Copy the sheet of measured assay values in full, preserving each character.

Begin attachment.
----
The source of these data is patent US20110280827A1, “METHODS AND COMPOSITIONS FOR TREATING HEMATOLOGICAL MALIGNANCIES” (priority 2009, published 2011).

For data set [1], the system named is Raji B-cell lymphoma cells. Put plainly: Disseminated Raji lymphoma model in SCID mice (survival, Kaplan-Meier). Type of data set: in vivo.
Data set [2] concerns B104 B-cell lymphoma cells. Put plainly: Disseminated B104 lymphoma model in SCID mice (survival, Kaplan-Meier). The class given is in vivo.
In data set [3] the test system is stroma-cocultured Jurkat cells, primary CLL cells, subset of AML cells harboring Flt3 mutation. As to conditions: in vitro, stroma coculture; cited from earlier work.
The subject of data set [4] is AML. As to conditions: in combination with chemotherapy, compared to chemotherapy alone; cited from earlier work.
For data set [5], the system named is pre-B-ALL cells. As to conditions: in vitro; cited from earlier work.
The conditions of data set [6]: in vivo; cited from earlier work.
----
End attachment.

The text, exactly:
The source of these data is patent US20110280827A1, “METHODS AND COMPOSITIONS FOR TREATING HEMATOLOGICAL MALIGNANCIES” (priority 2009, published 2011).

For data set [1], the system named is Raji B-cell lymphoma cells. Put plainly: Disseminated Raji lymphoma model in SCID mice (survival, Kaplan-Meier). Type of data set: in vivo.
Data set [2] concerns B104 B-cell lymphoma cells. Put plainly: Disseminated B104 lymphoma model in SCID mice (survival, Kaplan-Meier). The class given is in vivo.
In data set [3] the test system is stroma-cocultured Jurkat cells, primary CLL cells, subset of AML cells harboring Flt3 mutation. As to conditions: in vitro, stroma coculture; cited from earlier work.
The subject of data set [4] is AML. As to conditions: in combination with chemotherapy, compared to chemotherapy alone; cited from earlier work.
For data set [5], the system named is pre-B-ALL cells. As to conditions: in vitro; cited from earlier work.
The conditions of data set [6]: in vivo; cited from earlier work.